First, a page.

Finally, the last two papers of this issue [6, 7] are dedicated to spatiotemporal even and activity analysis. Messages published via social media sites, such as Twitter, Facebook, and Four-square hide a considerable amount of information about real world events. The timely identification of such events from this huge, unstructured, and noisy user-generated content plays an important role in increasing situation awareness and in supporting useful applications such as recommendation systems. Interestingly, a large number of these messages are enriched with location information, due to the recent advancements of today’s location acquisition techniques. This, in turn, enables location-aware event mining, i.e., the detection and tracking of localized events such as sport events, demonstrations, or traffic jams, to name but a few. The main building blocks of a localized event are local keywords that exhibit a surge in usage at the event location. In the first paper [6], authors propose an approach that aims at extracting local keywords from a stream of Twitter messages by (1) identifying local keywords, and (2) estimating the central location of each keyword. This extraction procedure is performed in an online fashion using a sliding window over the Twitter stream. Additionally, they address the problem of spatial outliers that adversely affect a sound identification of local keywords. Spatial outliers occur when people far away from the location of an event use related keywords in their Tweets. The authors handle this problem by adjusting the spatial distribution of keywords based on their co-occurrence with place names that may refer to the location of an event. To ensure scalability, they utilize a hierarchical spatial index to gradually prune the geographic space and thus to efficiently perform complex spatial computations. Extensive comparative experiments are conducted using Twitter data. The analysis of the experimental results demonstrates the superiority of our approach over existing methods in terms of efficiency and precision of the obtained results.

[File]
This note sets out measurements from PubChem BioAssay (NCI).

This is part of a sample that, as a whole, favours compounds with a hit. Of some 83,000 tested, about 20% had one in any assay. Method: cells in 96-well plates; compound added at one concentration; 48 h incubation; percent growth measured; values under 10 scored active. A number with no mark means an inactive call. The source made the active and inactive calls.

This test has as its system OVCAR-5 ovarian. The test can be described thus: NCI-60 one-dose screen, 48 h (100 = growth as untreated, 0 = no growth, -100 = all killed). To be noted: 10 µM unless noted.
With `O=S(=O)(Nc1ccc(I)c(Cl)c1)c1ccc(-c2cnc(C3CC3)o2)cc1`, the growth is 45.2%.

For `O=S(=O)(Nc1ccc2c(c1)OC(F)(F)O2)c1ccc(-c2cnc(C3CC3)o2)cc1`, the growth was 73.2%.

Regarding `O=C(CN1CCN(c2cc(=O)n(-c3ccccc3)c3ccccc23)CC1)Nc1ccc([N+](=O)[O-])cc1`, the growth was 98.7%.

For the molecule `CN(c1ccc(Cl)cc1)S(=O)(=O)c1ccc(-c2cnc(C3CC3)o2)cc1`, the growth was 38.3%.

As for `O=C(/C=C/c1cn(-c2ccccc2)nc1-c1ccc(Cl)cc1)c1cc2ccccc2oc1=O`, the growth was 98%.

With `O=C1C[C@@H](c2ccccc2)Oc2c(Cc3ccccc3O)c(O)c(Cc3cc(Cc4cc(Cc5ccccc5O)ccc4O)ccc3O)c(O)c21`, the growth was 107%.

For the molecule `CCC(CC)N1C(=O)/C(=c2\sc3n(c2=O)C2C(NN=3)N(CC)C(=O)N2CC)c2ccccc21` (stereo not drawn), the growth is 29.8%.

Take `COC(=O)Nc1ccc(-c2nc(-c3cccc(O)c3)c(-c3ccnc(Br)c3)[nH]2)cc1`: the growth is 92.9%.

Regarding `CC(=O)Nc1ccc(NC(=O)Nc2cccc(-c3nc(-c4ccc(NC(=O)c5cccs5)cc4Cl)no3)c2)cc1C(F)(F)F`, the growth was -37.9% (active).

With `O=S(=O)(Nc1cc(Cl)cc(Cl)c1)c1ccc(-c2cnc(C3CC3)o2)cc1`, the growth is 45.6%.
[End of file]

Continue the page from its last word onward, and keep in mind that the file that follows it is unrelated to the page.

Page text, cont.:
The last paper [7] presents a system for online monitoring of maritime activity over streaming positions from numerous vessels sailing at sea. The proposed system employs an online tracking module for detecting important changes in the evolving trajectory of each vessel across time, and thus can incrementally retain concise, yet reliable summaries of its recent movement. In addition, thanks to its complex event recognition module, this system can also offer instant notification to marine authorities regarding emergency situations, such as suspicious moves in protected zones, or package picking at open sea.

Together these seven papers showcase various aspects of GeoStreaming. We hope that this special issue will be appealing to both experts and practitioners in this area.


  1. 1.
    Salmon L, Ray C (2016) Design principles of a stream-based framework for mobility analysis. GeoInformatica 1–25. doi: 10.1007/s10707-016-0256-z
  2. 2.
    Galić Z, Mešković E, Osmanović D (2016) Distributed processing of big mobility data as spatio-temporal data streams. GeoInformatica 1–29. doi: 10.1007/s10707-016-0264-z
  3. 3.
    Ray S, Blanco R, Goel SAK (2016) High performance location-based services in a main-memory database. GeoInformatica 1–30. doi: 10.1007/s10707-016-0278-6
  4. 4.
    McKenney M, Shelby R, Bagga S (2016) Implementing set operations over moving regions using the component moving region model. GeoInformatica 1–28. doi: 10.1007/s10707-016-0259-9
  5. 5.
    McKenney M, Frye R, Benchly Z, Maughan L (2016) Operations to support temporal coverage aggregates over moving regions. GeoInformatica 1–14. doi: 10.1007/s10707-016-0257-y
  6. 6.
    Gertz M, Abdelhaq H, Armiti A (2016) Efficient online extraction of keywords for localized events in twitter. GeoInformatica 1–24. doi: 10.1007/s10707-016-0258-x
  7. 7.
    Alevizos E, Patroumpas K, Artikis A, Vodas M, Pelekis N, Theodoridis Y (2016) Online event recognition from moving vessel trajectories. GeoInformatica 1–39. doi: 10.1007/s10707-016-0266-x

Copyright information

© Springer Science+Business Media New York 2017

Authors and Affiliations

  • Mohamed Ali
    • 1
    Email author
  • Farnoush Banaei-Kashani
    • 2
  • Chengyang Zhang
    • 3
  1. 1.University of WashingtonTacomaUSA
  2. 2.University of Colorado DenverDenverUSA
  3. 3.AmazonSeattleUSA